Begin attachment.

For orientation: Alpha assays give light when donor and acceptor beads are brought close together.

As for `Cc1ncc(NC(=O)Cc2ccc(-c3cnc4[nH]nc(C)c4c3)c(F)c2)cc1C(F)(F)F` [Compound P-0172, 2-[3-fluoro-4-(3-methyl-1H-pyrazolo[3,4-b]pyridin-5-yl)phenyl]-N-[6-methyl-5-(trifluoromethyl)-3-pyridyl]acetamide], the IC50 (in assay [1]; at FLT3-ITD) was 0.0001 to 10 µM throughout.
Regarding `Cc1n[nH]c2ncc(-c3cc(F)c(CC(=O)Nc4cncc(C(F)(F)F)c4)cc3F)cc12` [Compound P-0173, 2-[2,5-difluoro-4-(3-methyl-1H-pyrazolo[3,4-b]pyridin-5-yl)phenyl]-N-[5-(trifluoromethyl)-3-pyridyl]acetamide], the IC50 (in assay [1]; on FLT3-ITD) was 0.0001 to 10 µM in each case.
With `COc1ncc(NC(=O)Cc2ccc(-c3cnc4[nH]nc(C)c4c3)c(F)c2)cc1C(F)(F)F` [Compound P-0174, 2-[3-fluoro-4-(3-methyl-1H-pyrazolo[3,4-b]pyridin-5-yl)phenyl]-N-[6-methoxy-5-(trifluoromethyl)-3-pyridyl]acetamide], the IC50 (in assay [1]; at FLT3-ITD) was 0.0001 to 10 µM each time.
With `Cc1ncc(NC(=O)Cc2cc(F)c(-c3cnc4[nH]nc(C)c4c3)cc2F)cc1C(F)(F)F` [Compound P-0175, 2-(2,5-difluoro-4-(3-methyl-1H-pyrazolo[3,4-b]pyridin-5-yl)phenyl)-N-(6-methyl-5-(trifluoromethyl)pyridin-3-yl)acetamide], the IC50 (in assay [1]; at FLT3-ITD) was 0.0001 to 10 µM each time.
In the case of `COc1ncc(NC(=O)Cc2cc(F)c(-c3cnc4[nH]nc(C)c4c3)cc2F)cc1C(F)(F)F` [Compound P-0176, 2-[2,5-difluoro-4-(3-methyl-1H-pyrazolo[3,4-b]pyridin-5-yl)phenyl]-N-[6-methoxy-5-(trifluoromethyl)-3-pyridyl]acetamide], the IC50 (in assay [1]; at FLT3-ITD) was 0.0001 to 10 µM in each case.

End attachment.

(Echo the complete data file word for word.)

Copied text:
For orientation: Alpha assays give light when donor and acceptor beads are brought close together.

As for `Cc1ncc(NC(=O)Cc2ccc(-c3cnc4[nH]nc(C)c4c3)c(F)c2)cc1C(F)(F)F` [Compound P-0172, 2-[3-fluoro-4-(3-methyl-1H-pyrazolo[3,4-b]pyridin-5-yl)phenyl]-N-[6-methyl-5-(trifluoromethyl)-3-pyridyl]acetamide], the IC50 (in assay [1]; at FLT3-ITD) was 0.0001 to 10 µM throughout.
Regarding `Cc1n[nH]c2ncc(-c3cc(F)c(CC(=O)Nc4cncc(C(F)(F)F)c4)cc3F)cc12` [Compound P-0173, 2-[2,5-difluoro-4-(3-methyl-1H-pyrazolo[3,4-b]pyridin-5-yl)phenyl]-N-[5-(trifluoromethyl)-3-pyridyl]acetamide], the IC50 (in assay [1]; on FLT3-ITD) was 0.0001 to 10 µM in each case.
With `COc1ncc(NC(=O)Cc2ccc(-c3cnc4[nH]nc(C)c4c3)c(F)c2)cc1C(F)(F)F` [Compound P-0174, 2-[3-fluoro-4-(3-methyl-1H-pyrazolo[3,4-b]pyridin-5-yl)phenyl]-N-[6-methoxy-5-(trifluoromethyl)-3-pyridyl]acetamide], the IC50 (in assay [1]; at FLT3-ITD) was 0.0001 to 10 µM each time.
With `Cc1ncc(NC(=O)Cc2cc(F)c(-c3cnc4[nH]nc(C)c4c3)cc2F)cc1C(F)(F)F` [Compound P-0175, 2-(2,5-difluoro-4-(3-methyl-1H-pyrazolo[3,4-b]pyridin-5-yl)phenyl)-N-(6-methyl-5-(trifluoromethyl)pyridin-3-yl)acetamide], the IC50 (in assay [1]; at FLT3-ITD) was 0.0001 to 10 µM each time.
In the case of `COc1ncc(NC(=O)Cc2cc(F)c(-c3cnc4[nH]nc(C)c4c3)cc2F)cc1C(F)(F)F` [Compound P-0176, 2-[2,5-difluoro-4-(3-methyl-1H-pyrazolo[3,4-b]pyridin-5-yl)phenyl]-N-[6-methoxy-5-(trifluoromethyl)-3-pyridyl]acetamide], the IC50 (in assay [1]; at FLT3-ITD) was 0.0001 to 10 µM in each case.